Let me offer this to increase some thought processes. This fire has the greatest potential to RAPIDLY escalate into a sizable incident, which can involve multiple dwellings and tax the ill prepared fire department, IF you aren’t thinking and preparing for its potential and implementing evolving risk assessment variables. Under the best of circumstances, a rapid and effective placement of at least one handline with a sustained flow rate can help support a disruption of the fire progress ( i.e. knock it down fast and swift, to at least disrupt the fire dynamics, growth rate and heat release) consider risk assessment in terms of the community've got a lot close exposures, if the fire communicates to any exposure, and you're not in place and prepared to react in a timely fashion with may be in for a bad day.

The SFD may have to be a write off, and resources committed for the greater good of other property conservation. Remember don't get overly caught up in what appears to be obvious...think strategically and deploy effectively tactically.

As some of the other posting are stating...this incident is a challenge, but it can be managed...
Great insight...this is a crucial factor if the fire starts progressing. When and if it hits this structure, the expose wood and fire loading with explode with a level of intensity that may further compound fire controll efforts....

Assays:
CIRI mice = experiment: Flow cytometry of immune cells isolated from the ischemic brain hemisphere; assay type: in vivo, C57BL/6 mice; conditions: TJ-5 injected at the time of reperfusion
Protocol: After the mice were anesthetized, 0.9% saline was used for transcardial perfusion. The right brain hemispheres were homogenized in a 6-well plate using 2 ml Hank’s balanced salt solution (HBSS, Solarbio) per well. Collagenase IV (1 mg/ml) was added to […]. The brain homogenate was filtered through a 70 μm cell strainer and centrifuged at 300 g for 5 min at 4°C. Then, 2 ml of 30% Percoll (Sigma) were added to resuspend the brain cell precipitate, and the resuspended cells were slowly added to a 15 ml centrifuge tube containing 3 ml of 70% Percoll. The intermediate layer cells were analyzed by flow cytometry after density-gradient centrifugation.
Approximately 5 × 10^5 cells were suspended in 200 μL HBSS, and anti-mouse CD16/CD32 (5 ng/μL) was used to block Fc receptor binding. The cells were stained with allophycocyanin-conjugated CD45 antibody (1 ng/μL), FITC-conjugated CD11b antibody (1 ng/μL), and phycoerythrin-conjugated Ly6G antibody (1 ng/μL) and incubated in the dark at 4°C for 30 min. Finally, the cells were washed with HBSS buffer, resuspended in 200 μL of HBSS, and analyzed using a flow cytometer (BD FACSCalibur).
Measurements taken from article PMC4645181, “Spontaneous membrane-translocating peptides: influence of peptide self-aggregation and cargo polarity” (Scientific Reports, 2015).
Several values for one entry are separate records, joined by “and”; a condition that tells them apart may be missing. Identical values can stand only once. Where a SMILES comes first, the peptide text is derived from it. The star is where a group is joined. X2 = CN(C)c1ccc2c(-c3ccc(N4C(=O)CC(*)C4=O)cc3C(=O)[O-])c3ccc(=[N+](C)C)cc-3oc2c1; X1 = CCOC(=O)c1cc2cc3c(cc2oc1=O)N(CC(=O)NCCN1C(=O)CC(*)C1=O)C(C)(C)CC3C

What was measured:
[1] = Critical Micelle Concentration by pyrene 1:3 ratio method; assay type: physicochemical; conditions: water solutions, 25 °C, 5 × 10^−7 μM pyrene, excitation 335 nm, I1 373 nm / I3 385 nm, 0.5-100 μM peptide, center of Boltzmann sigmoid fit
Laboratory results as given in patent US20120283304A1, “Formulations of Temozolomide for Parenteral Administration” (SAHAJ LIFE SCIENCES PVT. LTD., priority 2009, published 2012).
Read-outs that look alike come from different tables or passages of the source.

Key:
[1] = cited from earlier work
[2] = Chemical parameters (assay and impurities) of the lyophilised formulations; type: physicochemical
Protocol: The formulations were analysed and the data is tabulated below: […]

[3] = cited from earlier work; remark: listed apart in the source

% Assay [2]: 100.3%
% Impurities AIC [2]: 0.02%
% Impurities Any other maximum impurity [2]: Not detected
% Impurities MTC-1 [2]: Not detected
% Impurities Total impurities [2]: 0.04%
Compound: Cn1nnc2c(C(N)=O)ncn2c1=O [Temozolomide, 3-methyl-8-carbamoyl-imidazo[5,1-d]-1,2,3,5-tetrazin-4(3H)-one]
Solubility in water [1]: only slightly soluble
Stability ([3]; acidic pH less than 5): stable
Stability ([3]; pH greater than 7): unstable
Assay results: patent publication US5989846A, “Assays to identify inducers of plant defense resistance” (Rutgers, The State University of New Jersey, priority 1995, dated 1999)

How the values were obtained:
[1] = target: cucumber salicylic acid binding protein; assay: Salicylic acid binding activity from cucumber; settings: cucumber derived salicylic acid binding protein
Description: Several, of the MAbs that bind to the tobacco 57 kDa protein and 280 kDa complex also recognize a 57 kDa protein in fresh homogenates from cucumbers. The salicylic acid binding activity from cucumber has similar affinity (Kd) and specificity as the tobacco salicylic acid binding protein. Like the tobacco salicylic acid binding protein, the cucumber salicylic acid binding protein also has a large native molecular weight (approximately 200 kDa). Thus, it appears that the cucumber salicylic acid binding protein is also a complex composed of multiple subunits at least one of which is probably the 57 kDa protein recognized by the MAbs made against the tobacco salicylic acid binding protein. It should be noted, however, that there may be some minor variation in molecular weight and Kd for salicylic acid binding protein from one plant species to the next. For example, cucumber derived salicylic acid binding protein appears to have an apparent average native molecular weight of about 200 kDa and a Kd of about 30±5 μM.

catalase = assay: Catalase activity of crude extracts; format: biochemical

This is great thinking....considerations for BTU, Fire Flow, fire dynamics and heat release, putting the water in the place it'll do the most good...sometimes very simple equations provide the greatest results...

Just as Ben is indicating, staffing levels and strategic and tactical IAPs go hand in hand. Staffing differences amongst organizations will ultimately reflect the descriptive strategies and tactics written and narrated by the various FFN contributors. Remember, you’ve gotta have the right resources; Manpower and equipment to make things happen safely and effectively……….

How is a master stream going to push the fire through the house?

I've used master streams on big transitional fires and on partially-involved strip malls and big box fires for over 3 decades and have not yet pushed the fire farther into a structure.

Smooth bore master stream tips from a deck pipe won't push the fire anywhere.


I haven't had time to really look at this one until now.
I also read all of the other comments first.
There are a couple of different ways to handle this that would probably both be successful.

However, I see a couple of things that no one else has mentioned yet.